December 4, 2008


China to fill pork export gaps to EU


As pig production in the EU, the US and Canada take a dip due to higher feed prices, China could fill this void as a main exporter to the EU market.


International director for the Danish Meat Association, Knud Buhl said China is an emerging important pig exporter to EU. Speaking at the recent China Pig Summit at the EuroTier Exhibition in Hanover, he pointed out that he forecasts a three per cent drop in pork production in EU.


He stressed that the main growth factories for pork production will take place in the developing world, including China and Brazil. China alone will increase output from 38.8 million tonnes in 1998 to a current production of 48 million tonnes, rising to 55.1 million tonnes by 2012 - an upshot of 16.3 million tonnes or 42 per cent.


Meanwhile, Brazil has already witnessed a production rise from 1.7 million tonnes in 1998 to 3.2 million tonnes today with a forecast rise to 3.8 million tonnes in 2012 - a rise of 2.1 million tonnes or 123 per cent.


However, production in the EU-27 has been stable over the same period, maintaining 22.1 million tonnes.


Although Europe only has 10 per cent of the global population, it takes up 20 per cent of the global pork consumption. As feed prices escalate, farmers are cutting back on production in the EU. 


He said that in Europe as with the rest of the world, the pork producers have been confronted with a series of difficulties in the economic downturn and fronting these, the rise in feed costs.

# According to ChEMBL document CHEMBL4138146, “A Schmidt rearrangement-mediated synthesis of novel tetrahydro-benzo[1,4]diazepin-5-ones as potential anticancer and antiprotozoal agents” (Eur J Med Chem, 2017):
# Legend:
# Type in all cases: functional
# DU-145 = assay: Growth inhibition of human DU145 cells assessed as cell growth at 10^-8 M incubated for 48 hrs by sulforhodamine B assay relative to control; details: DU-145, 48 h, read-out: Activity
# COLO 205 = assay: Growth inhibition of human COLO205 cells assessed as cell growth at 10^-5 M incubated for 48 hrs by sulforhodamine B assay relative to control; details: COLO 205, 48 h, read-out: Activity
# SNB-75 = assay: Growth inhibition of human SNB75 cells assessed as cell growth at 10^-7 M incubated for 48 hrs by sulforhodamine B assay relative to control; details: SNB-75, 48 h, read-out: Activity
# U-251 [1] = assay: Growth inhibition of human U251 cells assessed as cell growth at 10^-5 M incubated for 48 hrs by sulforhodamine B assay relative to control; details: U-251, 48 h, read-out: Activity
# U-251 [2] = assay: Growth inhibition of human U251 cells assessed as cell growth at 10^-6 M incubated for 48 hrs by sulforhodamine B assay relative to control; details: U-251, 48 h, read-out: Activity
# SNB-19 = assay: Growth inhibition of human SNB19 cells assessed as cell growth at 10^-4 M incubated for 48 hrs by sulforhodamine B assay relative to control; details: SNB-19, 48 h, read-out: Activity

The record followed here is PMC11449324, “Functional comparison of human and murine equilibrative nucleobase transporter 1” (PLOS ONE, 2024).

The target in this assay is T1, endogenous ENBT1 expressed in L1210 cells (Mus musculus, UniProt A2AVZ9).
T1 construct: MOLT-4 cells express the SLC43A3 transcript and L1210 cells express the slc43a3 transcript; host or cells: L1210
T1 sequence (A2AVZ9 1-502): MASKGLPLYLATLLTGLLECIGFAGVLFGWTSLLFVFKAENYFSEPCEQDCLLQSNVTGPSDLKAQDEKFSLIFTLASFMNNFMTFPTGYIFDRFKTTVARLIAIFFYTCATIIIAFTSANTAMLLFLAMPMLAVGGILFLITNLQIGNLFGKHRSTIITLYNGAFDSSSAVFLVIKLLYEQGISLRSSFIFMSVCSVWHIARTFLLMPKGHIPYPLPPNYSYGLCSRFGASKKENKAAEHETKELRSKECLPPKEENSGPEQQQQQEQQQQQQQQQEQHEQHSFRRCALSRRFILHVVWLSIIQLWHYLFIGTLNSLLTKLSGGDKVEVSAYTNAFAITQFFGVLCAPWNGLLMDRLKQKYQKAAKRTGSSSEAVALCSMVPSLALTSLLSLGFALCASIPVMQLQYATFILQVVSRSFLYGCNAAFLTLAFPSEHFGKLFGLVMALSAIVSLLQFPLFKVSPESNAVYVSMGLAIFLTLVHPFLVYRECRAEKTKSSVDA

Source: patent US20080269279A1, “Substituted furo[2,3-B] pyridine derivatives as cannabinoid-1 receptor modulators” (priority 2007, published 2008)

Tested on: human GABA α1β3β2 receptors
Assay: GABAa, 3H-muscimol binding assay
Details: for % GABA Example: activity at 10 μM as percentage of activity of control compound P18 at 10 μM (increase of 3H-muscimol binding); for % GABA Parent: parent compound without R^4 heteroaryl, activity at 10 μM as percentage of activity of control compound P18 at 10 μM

Poland and Spain have seen significant declines in their pig breeding herds and across the EU the herd numbers have fallen by 5.5 per cent, with the breeding herd down by 8.3 per cent.


He said that in the fourth quarter of 2008 EU production is expected to fall by about four percent and this is going to continue into 2009 with production down by more than four per cent.  The US and Canada are also expected to see big falls in production next year. That leaves only countries like China and Brazil increasing production while Russia and Japan maintain present production levels.


China is also a complementary market for the EU because of the amount of by-products it takes specifically in the form of pig intestines. 


Currently, the EU is undergoing co-operations with China in trade and exports but problems prevail in hygiene and health standards.

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